TennCare figures show current reimbursement rates, on average, are about 79 percent of Medicare rates. That’s compared to 66 percent for Medicaid programs nationwide. The federal government is putting $11 billion into the reimbursement boost across the country.
TennCare spokeswoman Kelly Gunderson said it’s hard to say exactly how reimbursements will change since they are negotiated in the managed-care system.
But, she said, “I’m sure if you talk to primary care physicians, they’ll say they’re very much anticipating that rate increase.”
GATLINBURG, Tenn. (AP) — The Great Smoky Mountains National Park is changing its backcountry reservation and permitting process.
Beginning early next year, the park will collect a $4 per person per night fee for backcountry camping.
The money collected from the fees will be used to improve customer service for backcountry trip planning, reservations and permits.
Backcountry Office hours will be expanded with additional staff available. In addition, there will be greater enforcement of issues like food storage from park rangers assigned to the backcountry.
The park will also begin allowing backcountry campers to make reservations and obtain permits online. The new website should be available within the first few months of 2013.
Responding to a request from Sen. Stacey Campfield, R-Knoxville, Tennessee Attorney General Bob Cooper has opined that the state’s $115 fee for a handgun carry permit does not impose an unconstitutional burden on a citizen’s right to keep and bear arms under either the state or federal constitution.
The short version of Campfield’s question: “Do the fees charged for obtaining a handgun carry permit or the fines imposed for unlawfully carrying a weapon impermissibly burden the right to keep and bear arms guaranteed by the United States and Tennessee Constitutions?”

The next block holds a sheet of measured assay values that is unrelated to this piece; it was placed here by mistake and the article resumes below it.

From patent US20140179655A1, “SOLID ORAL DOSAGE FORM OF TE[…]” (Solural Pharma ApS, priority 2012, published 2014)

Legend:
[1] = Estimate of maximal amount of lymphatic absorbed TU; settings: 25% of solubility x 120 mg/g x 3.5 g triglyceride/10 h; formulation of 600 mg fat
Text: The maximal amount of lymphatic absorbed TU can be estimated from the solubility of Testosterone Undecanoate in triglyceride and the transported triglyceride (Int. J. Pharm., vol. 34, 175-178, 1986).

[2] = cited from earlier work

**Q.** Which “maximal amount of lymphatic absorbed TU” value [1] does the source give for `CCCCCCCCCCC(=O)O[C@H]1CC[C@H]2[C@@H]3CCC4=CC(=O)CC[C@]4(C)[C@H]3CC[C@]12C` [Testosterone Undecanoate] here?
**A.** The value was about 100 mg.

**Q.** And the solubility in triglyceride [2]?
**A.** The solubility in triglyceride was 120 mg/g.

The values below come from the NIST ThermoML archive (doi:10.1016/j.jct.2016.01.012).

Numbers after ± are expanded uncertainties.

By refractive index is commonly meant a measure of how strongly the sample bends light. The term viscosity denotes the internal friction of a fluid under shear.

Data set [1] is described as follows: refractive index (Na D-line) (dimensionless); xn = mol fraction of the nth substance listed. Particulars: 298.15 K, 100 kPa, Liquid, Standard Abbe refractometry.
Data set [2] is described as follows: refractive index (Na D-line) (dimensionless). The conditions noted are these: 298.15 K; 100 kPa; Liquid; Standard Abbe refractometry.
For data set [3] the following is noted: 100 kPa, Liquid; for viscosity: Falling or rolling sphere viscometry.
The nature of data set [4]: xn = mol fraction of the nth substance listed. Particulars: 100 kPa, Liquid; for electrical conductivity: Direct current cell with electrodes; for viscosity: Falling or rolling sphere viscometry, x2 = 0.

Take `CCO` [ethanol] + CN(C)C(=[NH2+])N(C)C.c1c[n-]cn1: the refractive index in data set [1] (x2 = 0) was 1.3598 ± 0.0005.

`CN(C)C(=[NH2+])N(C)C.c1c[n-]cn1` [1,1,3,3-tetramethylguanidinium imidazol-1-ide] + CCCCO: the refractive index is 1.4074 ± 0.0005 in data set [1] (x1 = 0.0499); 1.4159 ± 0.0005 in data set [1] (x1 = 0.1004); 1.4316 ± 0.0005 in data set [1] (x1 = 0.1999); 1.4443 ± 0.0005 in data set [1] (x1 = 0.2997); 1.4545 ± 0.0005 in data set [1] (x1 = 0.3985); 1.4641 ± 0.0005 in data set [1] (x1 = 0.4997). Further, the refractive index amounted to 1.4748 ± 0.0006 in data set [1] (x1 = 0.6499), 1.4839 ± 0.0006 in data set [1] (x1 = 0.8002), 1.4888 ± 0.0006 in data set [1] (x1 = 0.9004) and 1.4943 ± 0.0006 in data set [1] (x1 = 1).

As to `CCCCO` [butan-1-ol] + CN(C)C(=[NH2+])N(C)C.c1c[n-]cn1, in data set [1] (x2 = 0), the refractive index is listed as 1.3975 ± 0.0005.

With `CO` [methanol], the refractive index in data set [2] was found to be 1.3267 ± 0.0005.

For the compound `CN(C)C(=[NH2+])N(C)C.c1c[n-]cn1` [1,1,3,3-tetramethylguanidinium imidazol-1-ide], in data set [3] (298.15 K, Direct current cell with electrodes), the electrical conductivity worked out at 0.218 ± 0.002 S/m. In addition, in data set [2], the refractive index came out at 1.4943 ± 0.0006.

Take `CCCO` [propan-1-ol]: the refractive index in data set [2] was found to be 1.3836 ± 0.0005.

The short version of the answer: “No. A permit fee that defrays expenses incident to regulating the exercise of a constitutional right does not per se infringe that right. Fines for unlawful weapon possession do not burden the constitutional right to keep and bear arms but instead penalize violations of a legitimate regulatory measure.”
The penalty for unlawful possession of a firearm is $500 and up to 30 days in jail.
The full opinion is HERE.
A citizens’ organization seeking to overturn the new backcountry camping fee in Great Smoky Mountains National Park wants to take its case to court, reports The News Sentinel.
Southern Forest Watch has sent a letter notifying officials with the National Park Service that it intends to file a lawsuit challenging the $4-per-person-per-night backcountry camping fee approved in March. The letter, sent by Knoxville attorney J. Myers Morton, was mailed to Smokies’ superintendent Dale Ditmanson; Ken Salazar, secretary of the U.S. Department of the Interior; and Jonathan B. Jarvis, director of the National Park Service.